There are some problems of which the generating of data is easy whereas the inverse is not.

For example, use a 3D game engine to render some randomly generated objects with some random changes and place them throughout the scene. We already know the positions of these objects so these are the "answers" when training the neural net, and the "input" would be the rendered pixels at a particular viewpoint.

For example, use a speech synthesis algorithm with randomized formant, pitch, EQ, speed, random reverb/noise/distortion, as well as randomized words as input. The "answer" is the input to the speech synthesis algorithm, and the "input" to the neural net is the output of the speech synthesis algorithm.

For example, in the "blind source separation" problem, pick a ton of sounds from Youtube, or freesound, and randomly add them together in resulting sound files (preferably each source audio would have a single source in real life, like one person's voice). The resulting summed cacophonies will be training data, and the original signals are ground truth.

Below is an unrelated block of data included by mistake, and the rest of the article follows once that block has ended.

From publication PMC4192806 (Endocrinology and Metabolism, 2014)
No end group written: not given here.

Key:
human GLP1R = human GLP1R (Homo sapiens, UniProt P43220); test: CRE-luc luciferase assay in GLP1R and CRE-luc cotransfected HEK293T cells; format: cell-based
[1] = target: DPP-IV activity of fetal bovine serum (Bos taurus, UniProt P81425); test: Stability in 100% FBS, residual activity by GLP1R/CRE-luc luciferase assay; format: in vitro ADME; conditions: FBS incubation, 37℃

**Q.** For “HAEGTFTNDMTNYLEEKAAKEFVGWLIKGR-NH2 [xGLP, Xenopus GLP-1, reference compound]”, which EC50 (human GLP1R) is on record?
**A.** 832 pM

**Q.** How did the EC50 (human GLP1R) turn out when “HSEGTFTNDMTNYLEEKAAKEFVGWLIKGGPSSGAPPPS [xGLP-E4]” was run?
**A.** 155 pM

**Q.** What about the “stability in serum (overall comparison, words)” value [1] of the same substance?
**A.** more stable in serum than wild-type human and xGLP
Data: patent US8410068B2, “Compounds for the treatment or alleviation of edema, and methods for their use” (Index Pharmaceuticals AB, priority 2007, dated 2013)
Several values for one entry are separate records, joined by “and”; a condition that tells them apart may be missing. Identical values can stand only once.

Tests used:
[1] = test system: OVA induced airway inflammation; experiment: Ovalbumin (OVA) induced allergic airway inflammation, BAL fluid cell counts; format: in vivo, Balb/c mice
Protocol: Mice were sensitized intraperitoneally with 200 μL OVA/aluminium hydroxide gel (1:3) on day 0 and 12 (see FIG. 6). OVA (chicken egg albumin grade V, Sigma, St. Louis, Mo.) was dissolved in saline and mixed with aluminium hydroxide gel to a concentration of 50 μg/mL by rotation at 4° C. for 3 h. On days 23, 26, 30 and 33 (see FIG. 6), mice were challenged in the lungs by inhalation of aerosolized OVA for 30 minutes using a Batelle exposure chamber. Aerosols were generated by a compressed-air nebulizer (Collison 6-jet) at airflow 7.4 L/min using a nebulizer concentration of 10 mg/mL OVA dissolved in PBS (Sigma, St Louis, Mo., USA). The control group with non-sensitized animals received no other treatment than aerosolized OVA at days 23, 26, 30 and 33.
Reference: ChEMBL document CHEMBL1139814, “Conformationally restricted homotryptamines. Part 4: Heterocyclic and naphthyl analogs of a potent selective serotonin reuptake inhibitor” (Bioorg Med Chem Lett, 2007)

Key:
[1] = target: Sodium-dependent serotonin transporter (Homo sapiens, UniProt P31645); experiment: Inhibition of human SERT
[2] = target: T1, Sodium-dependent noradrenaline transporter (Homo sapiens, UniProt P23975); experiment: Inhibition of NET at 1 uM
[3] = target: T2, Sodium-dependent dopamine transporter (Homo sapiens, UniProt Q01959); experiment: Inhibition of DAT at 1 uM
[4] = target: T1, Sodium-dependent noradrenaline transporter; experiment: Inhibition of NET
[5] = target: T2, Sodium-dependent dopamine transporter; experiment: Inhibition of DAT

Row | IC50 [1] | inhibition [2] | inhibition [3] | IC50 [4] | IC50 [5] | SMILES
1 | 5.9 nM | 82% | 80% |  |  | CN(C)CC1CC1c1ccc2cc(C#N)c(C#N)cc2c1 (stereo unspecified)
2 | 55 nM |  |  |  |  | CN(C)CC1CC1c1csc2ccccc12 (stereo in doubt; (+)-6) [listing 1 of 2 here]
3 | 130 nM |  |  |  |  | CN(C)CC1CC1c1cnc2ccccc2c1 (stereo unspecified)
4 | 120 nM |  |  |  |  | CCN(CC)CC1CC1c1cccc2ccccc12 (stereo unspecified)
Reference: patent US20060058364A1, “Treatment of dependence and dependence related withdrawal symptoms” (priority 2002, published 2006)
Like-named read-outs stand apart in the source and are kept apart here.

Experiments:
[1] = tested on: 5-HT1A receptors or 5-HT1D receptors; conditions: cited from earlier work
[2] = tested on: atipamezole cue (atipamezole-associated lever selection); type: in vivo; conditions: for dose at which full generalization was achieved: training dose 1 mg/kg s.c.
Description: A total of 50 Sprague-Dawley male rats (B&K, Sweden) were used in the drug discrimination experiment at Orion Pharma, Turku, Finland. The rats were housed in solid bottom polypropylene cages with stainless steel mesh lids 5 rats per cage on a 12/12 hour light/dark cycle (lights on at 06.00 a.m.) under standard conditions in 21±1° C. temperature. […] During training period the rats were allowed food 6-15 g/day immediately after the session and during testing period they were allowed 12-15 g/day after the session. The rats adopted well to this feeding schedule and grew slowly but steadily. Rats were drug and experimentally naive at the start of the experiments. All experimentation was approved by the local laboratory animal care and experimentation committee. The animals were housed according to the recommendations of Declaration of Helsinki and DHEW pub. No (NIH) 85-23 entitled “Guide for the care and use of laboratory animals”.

Is there a name to technique? What is it called? Has it ever been implemented successfully without overfitting? What kind of overfitting problems would result?


2 Answers 2


This is a pretty common technique for computer vision; people often rotate images, add random noise, flip them, zoom in, zoom out, and add random shifts in order to add lots of extra training data for deep convolutional networks. I've seen it called data augmentation or data percolation. I don't know for sure, but I could imagine it would be useful in other fields such as speech recognition too.


I suggest the name learning from synthetic data as used here and I also recommend you to read about domain adaptation because you will likely need it when you train on such synthetic data.

While synthetic data are cheap to label, the joint distribution of observed synthetic data and their corresponding target variables is still not the same as the corresponding distribution over the testing data. Thus you will need to adjust your learned models somehow (or adjust vector representation of your synthesized training data) so that your resultant model adapts better to the testing set (target problem set) -- this is domain adaptation.


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